Vanguard study on high yield

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Vanguard study on high yield

Postby larryswedroe » Tue Jan 22, 2013 12:48 pm

and given that they run a high yield fund a skeptic might say the are biased

https://advisors.vanguard.com/VGApp/iip/site/advisor/research/article/ArticleTemplate.xhtml?iigbundle=IWE_InvResWorthTheRisk&oeaut=bxVQcKiRxo

The author of a new Vanguard research paper arrived at several conclusions. Chief among them: High-yield bonds, on average, would not have improved the risk and return characteristics of a traditional balanced portfolio after accounting for liquidity and investability.



high-yield bonds have been more closely correlated to the risk factors commonly associated with the equity market and less so to yield curve dynamics.


the downside risks have tended to outweigh
the diversification benefits. This is because high-yield
bonds historically have delivered characteristics of
both equity and fixed income, each of which are
already represented in most portfolios. Finally,
investors may find it difficult to effectively capture
the performance of the asset class because of
liquidity constraints, which, we have shown, have
led to widespread underperformance versus the
broadest high-yield index.


And remember this doesn't even consider issues of location for those investors with choice, nor the fact that you can eliminate the fund expenses if you stick with investments like Treasuries and CDs and agencies.

Best wishes
Larry
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Re: Vanguard study on high yield

Postby Beagler » Tue Jan 22, 2013 1:27 pm

How long until they close their high-yield bond fund? :D

Anyone holding their breath?
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Re: Vanguard study on high yield

Postby tadamsmar » Tue Jan 22, 2013 1:30 pm

Beagler wrote:How long until they close their high-yield bond fund? :D

Anyone holding their breath?


Vanguard High-Yield Corporate Fund closed to most new investors (3/24/2012)
Due to a sharp increase in cash flow into Vanguard High-Yield Corporate Fund—more than $2 billion in the last six months alone—we've closed the fund to most new investors.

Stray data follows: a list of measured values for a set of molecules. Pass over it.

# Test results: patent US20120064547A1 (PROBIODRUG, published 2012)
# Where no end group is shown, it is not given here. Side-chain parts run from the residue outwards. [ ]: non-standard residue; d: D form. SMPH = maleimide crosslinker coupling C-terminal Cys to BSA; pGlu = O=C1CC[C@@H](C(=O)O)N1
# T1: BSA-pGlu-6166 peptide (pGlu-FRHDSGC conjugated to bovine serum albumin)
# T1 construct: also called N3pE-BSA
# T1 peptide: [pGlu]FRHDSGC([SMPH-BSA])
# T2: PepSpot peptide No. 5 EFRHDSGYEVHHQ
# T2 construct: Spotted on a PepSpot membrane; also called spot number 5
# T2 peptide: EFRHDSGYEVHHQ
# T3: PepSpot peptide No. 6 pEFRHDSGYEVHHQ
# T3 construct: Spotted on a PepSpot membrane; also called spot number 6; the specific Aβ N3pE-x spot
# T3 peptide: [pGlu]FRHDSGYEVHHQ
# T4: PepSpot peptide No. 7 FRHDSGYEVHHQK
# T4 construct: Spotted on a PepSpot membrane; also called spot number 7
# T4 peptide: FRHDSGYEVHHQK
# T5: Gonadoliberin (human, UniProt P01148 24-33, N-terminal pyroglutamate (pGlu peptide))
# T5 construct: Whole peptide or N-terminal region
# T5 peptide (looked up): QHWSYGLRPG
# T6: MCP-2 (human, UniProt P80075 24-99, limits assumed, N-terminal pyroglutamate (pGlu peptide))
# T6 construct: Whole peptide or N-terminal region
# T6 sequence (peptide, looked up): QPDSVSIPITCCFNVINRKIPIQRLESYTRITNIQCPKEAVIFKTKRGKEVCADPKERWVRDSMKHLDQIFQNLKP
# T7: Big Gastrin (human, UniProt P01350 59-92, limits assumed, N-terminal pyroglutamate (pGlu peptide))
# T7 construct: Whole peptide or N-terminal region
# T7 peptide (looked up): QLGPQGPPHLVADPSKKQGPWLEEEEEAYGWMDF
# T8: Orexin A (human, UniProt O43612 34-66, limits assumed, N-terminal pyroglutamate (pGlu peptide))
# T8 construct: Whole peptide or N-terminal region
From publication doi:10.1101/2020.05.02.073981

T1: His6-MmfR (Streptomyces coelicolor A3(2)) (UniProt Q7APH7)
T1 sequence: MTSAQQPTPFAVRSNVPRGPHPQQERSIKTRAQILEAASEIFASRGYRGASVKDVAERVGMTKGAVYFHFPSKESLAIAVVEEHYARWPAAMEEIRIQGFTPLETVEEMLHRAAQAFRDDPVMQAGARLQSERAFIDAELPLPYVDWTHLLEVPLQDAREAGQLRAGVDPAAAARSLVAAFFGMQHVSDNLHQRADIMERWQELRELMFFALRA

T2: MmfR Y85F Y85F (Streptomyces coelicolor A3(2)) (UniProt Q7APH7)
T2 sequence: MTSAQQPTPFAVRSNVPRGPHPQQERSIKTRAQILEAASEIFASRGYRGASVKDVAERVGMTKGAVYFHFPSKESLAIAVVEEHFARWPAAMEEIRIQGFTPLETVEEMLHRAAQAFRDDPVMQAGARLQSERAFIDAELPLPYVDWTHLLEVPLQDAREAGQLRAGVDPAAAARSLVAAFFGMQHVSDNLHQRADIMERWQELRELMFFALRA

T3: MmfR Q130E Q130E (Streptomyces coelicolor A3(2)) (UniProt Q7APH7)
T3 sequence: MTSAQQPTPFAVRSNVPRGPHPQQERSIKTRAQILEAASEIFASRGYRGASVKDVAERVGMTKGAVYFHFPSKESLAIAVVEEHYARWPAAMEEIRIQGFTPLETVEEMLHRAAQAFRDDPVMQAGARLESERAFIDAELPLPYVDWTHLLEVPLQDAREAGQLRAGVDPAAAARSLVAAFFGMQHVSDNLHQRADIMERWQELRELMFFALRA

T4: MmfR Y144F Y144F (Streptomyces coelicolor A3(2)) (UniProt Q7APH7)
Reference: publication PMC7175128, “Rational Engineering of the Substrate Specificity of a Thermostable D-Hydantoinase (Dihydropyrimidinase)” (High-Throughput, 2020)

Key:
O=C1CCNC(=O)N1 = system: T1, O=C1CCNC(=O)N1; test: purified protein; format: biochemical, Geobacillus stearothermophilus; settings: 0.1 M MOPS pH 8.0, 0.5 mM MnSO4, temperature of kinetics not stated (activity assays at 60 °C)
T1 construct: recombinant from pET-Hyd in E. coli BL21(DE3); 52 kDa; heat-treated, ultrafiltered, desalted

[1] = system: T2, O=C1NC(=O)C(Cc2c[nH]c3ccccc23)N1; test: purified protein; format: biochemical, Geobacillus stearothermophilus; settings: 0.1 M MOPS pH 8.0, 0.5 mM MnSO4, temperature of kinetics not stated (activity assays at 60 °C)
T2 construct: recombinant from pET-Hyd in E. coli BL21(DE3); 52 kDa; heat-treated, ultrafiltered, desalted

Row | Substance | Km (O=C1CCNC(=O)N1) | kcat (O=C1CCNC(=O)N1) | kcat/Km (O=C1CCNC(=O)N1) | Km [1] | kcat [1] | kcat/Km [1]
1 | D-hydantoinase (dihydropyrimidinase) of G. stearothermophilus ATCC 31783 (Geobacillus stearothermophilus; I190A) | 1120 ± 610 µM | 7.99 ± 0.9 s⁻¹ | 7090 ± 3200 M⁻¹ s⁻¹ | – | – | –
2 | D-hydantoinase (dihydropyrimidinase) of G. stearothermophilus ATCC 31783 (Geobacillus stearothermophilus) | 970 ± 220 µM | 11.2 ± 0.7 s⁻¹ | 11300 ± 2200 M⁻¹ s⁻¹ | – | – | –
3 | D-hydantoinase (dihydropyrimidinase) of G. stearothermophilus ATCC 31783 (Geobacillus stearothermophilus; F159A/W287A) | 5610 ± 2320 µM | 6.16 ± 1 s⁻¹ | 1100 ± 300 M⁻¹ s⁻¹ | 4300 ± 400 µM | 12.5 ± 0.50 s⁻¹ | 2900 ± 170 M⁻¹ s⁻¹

https://personal.vanguard.com/us/insigh ... t-05242012
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Re: Vanguard study on high yield

Postby Sam I Am » Tue Jan 22, 2013 1:42 pm

Message deleted.
Last edited by Sam I Am on Mon Oct 07, 2013 12:16 pm, edited 1 time in total.
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Re: Vanguard study on high yield

Postby tadamsmar » Tue Jan 22, 2013 1:56 pm

"The Vanguard Group junk-bond fund that closed to new investors in May could reopen soon, predicts a leading outside observer."

"Wiener’s other item of note is a news scoop — he says Vanguard is “out there beating the bushes” for outside junk-bond managers who could potentially join as a new sub-adviser. If so, it would mark the first time that Vanguard takes the multi-manager approach in fixed income, he notes. The fund’s advisor is Wellington Management Co."

http://blogs.barrons.com/focusonfunds/2 ... n-analyst/
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Re: Vanguard study on high yield

Postby Browser » Tue Jan 22, 2013 2:25 pm

What about HY in lieu of stocks, or if you have a small allocation to stocks. Does it work in a portfolio then? Some people might prefer a higher allocation to HY and a lower allocation to stocks.
If we have data, let’s look at data. If all we have are opinions, let’s go with mine. – Jim Barksdale
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Re: Vanguard study on high yield

Postby tc101 » Tue Jan 22, 2013 2:54 pm

What about HY in lieu of stocks, or if you have a small allocation to stocks. Does it work in a portfolio then? Some people might prefer a higher allocation to HY and a lower allocation to stocks.


I believe the problem with that is the HY bonds don't have the upside potential of stocks.
. | The most important thing you should know about me is that I am not an expert.